Andomeda Galaxy

Milky Way already have collided the Andomeda Galaxy 7-10 billion years ago

By calculations of scientists through 3 billion years has to happen the collision of our galaxy of the Milky Way and the Andromeda galaxy. But astronomers think that the meeting will be not their first meeting. Hongsheng Zhao from Saint-Endru University (Great Britain) and his colleagues analyzed movement of the Andromeda galaxy and Magellanic Clouds, galaxies satellites of the Milky Way. They used the modified Newtonian loudspeaker (MoND). This theory developed by the Israeli scientist Mordechai Milgrom in 1983, explains expansion of the Universe without participation of dark matter. He noticed that the Newtonian force of gravitation works only for the bodies moving with rather big acceleration, and doesn’t operate on small accelerations. And therefore acceleration depends not linearly on the weight creating it for objects of level of galaxies and their congestions. Still this hypothesis didn’t find weighty confirmations. Having calculated speeds of galaxies, Zhao and his colleagues calculated what their trajectories were in the past. According to the obtained data, after the birth our galaxy and the Andromeda galaxy dispersed, submitting to inertia of expansion of the Universe.  But thanks to their gravitational interaction then they again approached. Galaxies passed in very short distance from each other 7-11 billion years ago.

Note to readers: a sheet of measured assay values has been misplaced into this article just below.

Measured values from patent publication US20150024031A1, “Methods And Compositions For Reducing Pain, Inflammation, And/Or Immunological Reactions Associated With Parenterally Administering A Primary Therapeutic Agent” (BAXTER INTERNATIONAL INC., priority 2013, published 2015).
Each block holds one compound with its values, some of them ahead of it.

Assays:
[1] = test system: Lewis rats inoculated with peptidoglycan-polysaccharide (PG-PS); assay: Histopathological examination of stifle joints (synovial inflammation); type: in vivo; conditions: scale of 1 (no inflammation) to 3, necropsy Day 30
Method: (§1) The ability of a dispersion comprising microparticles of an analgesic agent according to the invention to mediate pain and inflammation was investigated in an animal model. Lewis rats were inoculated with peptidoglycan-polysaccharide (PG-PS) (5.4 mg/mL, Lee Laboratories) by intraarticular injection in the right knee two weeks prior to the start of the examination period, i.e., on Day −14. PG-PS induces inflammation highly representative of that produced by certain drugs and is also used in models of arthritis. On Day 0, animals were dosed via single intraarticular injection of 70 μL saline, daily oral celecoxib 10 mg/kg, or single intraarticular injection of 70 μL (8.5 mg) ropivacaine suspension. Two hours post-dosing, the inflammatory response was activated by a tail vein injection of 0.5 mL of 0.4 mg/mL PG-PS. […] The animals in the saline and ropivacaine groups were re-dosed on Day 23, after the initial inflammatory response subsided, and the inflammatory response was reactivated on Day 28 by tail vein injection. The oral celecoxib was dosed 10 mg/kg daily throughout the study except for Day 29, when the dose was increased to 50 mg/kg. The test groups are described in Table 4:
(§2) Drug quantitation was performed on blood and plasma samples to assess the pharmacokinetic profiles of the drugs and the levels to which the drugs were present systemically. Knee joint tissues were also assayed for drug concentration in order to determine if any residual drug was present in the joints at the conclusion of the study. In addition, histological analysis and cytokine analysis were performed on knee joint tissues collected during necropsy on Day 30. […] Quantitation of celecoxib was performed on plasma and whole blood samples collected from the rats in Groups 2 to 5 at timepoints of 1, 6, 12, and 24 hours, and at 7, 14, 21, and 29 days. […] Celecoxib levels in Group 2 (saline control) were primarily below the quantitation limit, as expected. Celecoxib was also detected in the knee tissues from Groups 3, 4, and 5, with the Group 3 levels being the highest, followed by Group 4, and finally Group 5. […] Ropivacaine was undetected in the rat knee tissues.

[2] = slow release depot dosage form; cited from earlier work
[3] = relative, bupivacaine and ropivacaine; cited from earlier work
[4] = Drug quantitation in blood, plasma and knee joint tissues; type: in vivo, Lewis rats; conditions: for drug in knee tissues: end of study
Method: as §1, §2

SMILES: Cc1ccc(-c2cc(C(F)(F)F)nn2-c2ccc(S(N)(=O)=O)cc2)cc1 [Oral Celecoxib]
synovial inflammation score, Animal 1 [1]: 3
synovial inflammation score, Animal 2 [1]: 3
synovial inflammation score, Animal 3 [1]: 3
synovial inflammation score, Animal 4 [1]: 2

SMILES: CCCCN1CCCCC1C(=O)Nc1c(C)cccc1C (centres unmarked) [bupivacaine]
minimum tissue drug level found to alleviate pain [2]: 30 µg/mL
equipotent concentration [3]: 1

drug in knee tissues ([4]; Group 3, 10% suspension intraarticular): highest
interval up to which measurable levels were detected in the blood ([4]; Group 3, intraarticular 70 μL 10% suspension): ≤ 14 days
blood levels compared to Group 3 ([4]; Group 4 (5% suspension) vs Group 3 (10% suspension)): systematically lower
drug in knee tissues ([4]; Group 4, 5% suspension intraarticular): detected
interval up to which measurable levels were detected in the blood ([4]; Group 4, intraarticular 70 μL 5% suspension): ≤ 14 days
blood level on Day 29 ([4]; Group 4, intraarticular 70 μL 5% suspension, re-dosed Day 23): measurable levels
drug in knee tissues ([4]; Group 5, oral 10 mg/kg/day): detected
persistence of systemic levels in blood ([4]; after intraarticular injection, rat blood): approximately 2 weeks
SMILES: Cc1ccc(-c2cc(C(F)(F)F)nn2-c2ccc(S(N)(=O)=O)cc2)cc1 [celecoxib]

Milky Way collided with Andromeda Galaxy
Milky Way collided with Andromeda Galaxy

By the words of Zhao to explain the only way how two galaxies can pass by each other, without having faced is to assume lack of a dark matter. The data of supervision indicating rapprochement (galaxies), thus, will confirm the validity of MoND. Scientists consider that if the dark matter existed, its attraction would force galaxies to unite, and without it galaxies had to disperse, extending substance the friend from the friend, and forming long thin “sleeves”. Over time, these sleeves broke up to parts and formed small dwarfish galaxies, such as Magellanic Clouds and other satellites of the Milky Way.

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